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As we’ve said before, Dolby’s Atmos 3D audio format is about to have its breakout year, finding its way from the cinema to your smartphone, speaker system, games console, and even Jay-Z’s Tidal streaming service. With many home assistants now doing double duty as home speaker systems, it’s no surprise that Dolby is teaming up with record labels to create mixes that take advantage of the format’s spatial capabilities. But what does that actually mean for your mix?
Earlier in the year, Dolby announced they were partnering with Universal Music Group to create immersive 3D versions of the label’s back catalogue. The partnership will also give current artists the ability to “share their music directly as intended and created in the studio”, delivering a layer of immersion not possible with traditional stereo mixes.
Initial reviews of Atmos-enabled home speakers, from the entry-level Amazon Echo Studio to the high end Sennheiser Ambeo Soundbar, have been positive. Reviewers credit the Dolby mixes’ additional height and precise positioning with making them feel more immersed in the sound. So, as other record companies take interest and speaker sales rise, we asked our experts: what do you need to make this transition?
The Ambisonics standard – and the ambisonic mics that use it – have been around for some time, and offer a stable, well-tested workflow for capturing 3D audio. The standard can initially seem complicated: it requires that you capture sound in A Format, in which multiple channels are combined to create a spherical sound field, then convert to B Format for mixing and post, before a final conversion to Dolby Atmos for playback. However, support for these formats is already built into Pro Tools, several DAWs and other studio hardware.
The most popular ambisonic mics – Sennheiser’s AMBEO range – are easy to work with. You don’t need a hardware encoder to manage that A-B Format conversion, just an audio interface with four or more mic inputs and the free A-B conversion plugin to convert B-format material into a broad range of output formats and loudspeaker arrangements, ranging from 4.0. to 5.1.4 and Dolby Atmos 7.1.4.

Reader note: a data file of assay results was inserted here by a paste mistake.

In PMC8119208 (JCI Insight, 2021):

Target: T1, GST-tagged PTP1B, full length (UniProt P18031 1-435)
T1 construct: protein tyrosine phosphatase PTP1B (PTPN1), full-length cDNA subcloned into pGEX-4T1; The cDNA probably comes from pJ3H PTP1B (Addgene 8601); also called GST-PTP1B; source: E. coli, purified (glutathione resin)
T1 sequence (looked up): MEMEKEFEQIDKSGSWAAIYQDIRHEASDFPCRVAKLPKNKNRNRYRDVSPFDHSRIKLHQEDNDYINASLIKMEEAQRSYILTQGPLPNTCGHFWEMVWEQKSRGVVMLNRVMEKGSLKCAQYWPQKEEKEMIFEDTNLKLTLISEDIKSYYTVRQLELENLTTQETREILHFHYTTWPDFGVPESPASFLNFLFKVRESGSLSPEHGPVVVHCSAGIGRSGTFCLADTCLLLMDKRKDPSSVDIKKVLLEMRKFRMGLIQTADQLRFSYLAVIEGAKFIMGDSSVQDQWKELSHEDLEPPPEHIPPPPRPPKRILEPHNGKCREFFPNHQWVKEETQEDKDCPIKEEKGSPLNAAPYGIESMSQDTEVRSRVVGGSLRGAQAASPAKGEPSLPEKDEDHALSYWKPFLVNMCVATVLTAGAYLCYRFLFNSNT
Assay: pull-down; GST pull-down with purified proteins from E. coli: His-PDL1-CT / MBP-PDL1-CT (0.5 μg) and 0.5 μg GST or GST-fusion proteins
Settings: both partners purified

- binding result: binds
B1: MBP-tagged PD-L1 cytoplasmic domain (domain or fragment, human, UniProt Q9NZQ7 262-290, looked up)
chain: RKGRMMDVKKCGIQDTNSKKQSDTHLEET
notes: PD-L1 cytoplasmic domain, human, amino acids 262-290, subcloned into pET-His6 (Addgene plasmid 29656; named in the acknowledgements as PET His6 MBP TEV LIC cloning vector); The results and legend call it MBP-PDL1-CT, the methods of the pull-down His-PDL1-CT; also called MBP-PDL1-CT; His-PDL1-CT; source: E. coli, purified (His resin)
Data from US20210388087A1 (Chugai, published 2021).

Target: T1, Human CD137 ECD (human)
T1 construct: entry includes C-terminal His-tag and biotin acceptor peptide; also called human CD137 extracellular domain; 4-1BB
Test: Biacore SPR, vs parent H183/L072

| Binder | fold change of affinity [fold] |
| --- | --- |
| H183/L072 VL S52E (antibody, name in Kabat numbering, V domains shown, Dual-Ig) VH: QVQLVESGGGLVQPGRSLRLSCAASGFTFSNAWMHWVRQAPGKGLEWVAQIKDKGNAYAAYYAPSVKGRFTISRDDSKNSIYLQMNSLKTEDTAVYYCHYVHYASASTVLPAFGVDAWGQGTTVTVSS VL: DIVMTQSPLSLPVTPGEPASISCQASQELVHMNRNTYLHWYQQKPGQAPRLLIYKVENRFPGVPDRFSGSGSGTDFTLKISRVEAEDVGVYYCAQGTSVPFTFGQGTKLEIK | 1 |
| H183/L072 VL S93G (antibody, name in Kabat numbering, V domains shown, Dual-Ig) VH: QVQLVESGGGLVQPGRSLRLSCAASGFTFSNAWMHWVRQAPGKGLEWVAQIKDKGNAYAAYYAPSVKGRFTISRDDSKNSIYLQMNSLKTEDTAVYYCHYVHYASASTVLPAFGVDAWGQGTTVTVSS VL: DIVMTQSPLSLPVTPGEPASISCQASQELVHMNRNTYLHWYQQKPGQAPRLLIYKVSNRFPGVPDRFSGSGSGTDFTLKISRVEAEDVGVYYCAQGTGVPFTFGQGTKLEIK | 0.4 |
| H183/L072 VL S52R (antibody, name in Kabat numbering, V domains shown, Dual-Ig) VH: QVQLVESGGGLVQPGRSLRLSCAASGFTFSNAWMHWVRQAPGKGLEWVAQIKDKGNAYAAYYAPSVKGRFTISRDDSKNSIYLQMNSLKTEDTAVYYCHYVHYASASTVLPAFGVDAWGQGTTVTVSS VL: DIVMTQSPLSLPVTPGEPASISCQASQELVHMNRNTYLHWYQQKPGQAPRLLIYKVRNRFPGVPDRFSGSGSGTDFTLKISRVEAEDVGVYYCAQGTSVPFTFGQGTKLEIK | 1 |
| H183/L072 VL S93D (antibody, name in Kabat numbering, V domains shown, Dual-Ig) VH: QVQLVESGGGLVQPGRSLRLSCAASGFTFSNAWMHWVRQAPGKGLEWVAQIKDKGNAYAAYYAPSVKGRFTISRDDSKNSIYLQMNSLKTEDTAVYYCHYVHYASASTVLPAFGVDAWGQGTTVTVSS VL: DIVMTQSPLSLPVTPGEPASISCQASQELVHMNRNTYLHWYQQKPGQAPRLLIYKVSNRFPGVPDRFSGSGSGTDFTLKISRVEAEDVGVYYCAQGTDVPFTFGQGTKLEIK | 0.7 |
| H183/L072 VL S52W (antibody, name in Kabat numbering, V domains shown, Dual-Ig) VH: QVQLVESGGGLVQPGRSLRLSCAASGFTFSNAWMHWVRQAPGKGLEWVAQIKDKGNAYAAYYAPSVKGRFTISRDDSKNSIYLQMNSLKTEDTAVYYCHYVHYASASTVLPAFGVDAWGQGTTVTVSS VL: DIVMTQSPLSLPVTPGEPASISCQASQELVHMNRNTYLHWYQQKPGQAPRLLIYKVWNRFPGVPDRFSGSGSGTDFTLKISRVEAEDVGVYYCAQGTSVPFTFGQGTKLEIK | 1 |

Another excellent option is the Røde NT-SF1, which pairs with the SoundField by Røde app for conversion. The mic records a full spherical sound field, which means that in post you can alter the mic directivity, position and rotation to suit your mix (as well as converting it for Atmos playback). The SoundField by Røde app covers both A-to-B and B-to-Atmos conversion.
Exponential Audio provide 3D versions of their world-leading reverb tools. They’re best known for their PhoenixVerb and R2 Surround reverb tools, but have recently introduced upgraded tools designed for 3D. The upgraded Symphony 3D package includes 24 extra channels so you can create full 3D mixes, while their Stratus 3D toolkit allows you to create natural surround and immersive environments with great reverb clarity. The latest version has support for up 24 channels and with the help of up to 1700 presets, so is a powerful tool to have in your arsenal the first time you tackle a 3D mix.
We’re big fans of JBL monitors, and have been recommending this 7.1.4 bundle to customers looking to kit out their first Atmos room. However, if you don’t have the clearance to mount four traditional monitors on your ceiling, the PMC Wafer Series are a great-sounding alternative with a very shallow profile. The Focal 300 Custom Install Series are also provide great in-ceiling options, including directional in-ceiling mounted speakers with good SPL handling, pitched at an affordable price point.
If you’re not able to go up to a 7.1.4 room straight away, you can pre-mix in a 5.1.2 room using a MTRX with an SPQ card as a calibratable and time-aligned monitor controller, or an external monitor controller like JBL’s Intonato solution.
We’ve set up many Dolby Atmos rooms for post-production. We can help you make sure your Pro Tools setup is sufficiently powerful and has enough channels to handle a full 7.1.4 mix, help you calibrate your speakers to Dolby’s exacting standards, and help you ensure you’ve got all the necessary plug-ins and add-ons to convert your recording to Dolby Atmos format for delivery.
If you’d like advice on the hardware and software you need to get started with Dolby Atmos for music, get in touch with the team on the details below.
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